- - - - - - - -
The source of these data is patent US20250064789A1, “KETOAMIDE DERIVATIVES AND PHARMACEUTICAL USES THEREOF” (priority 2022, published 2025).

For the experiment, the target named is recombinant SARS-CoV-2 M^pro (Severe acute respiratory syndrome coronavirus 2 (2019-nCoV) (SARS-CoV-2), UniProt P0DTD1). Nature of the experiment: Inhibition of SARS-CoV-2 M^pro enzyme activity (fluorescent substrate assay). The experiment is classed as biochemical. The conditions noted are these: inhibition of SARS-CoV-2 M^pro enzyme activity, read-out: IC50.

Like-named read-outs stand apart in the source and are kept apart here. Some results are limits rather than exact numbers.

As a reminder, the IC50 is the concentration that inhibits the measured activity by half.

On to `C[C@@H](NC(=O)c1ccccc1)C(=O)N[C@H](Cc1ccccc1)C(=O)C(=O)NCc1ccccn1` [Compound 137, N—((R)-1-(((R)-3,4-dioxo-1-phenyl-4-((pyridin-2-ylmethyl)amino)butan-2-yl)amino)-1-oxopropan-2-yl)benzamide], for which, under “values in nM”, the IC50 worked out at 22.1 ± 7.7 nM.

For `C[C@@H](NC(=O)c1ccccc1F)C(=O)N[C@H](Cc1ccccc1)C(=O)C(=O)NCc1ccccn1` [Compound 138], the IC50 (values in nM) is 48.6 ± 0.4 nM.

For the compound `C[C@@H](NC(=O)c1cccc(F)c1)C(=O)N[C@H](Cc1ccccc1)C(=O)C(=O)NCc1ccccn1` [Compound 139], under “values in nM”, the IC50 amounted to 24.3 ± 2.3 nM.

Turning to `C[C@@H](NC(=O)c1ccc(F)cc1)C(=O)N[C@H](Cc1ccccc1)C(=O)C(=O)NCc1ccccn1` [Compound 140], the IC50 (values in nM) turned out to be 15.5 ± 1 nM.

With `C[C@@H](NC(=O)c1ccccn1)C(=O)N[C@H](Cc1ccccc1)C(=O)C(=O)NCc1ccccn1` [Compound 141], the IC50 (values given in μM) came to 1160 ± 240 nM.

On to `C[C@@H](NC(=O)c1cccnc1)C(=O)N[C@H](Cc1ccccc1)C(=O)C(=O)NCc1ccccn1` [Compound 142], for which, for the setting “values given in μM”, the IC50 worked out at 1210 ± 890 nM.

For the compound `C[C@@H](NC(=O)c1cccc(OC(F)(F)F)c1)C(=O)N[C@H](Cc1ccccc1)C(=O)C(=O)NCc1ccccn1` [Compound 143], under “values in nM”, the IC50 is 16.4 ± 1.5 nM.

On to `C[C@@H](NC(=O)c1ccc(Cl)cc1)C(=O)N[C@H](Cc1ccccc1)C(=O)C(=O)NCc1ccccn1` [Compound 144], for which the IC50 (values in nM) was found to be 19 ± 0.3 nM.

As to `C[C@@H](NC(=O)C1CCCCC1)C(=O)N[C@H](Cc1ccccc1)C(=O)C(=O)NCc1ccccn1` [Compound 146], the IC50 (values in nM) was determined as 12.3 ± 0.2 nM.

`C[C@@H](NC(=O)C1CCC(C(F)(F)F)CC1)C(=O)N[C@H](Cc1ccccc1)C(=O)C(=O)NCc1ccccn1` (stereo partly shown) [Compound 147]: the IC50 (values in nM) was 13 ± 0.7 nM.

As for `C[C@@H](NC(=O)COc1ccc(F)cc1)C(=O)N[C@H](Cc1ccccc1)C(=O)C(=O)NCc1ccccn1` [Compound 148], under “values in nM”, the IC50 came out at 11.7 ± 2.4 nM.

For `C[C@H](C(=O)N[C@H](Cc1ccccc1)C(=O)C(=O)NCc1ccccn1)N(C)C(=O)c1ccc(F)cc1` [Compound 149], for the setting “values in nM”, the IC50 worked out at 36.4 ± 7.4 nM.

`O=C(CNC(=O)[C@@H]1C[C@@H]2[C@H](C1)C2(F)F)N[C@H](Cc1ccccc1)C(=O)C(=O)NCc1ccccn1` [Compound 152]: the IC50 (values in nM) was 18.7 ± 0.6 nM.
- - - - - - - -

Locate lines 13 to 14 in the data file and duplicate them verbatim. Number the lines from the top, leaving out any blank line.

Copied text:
As to `C[C@@H](NC(=O)C1CCCCC1)C(=O)N[C@H](Cc1ccccc1)C(=O)C(=O)NCc1ccccn1` [Compound 146], the IC50 (values in nM) was determined as 12.3 ± 0.2 nM.

`C[C@@H](NC(=O)C1CCC(C(F)(F)F)CC1)C(=O)N[C@H](Cc1ccccc1)C(=O)C(=O)NCc1ccccn1` (stereo partly shown) [Compound 147]: the IC50 (values in nM) was 13 ± 0.7 nM.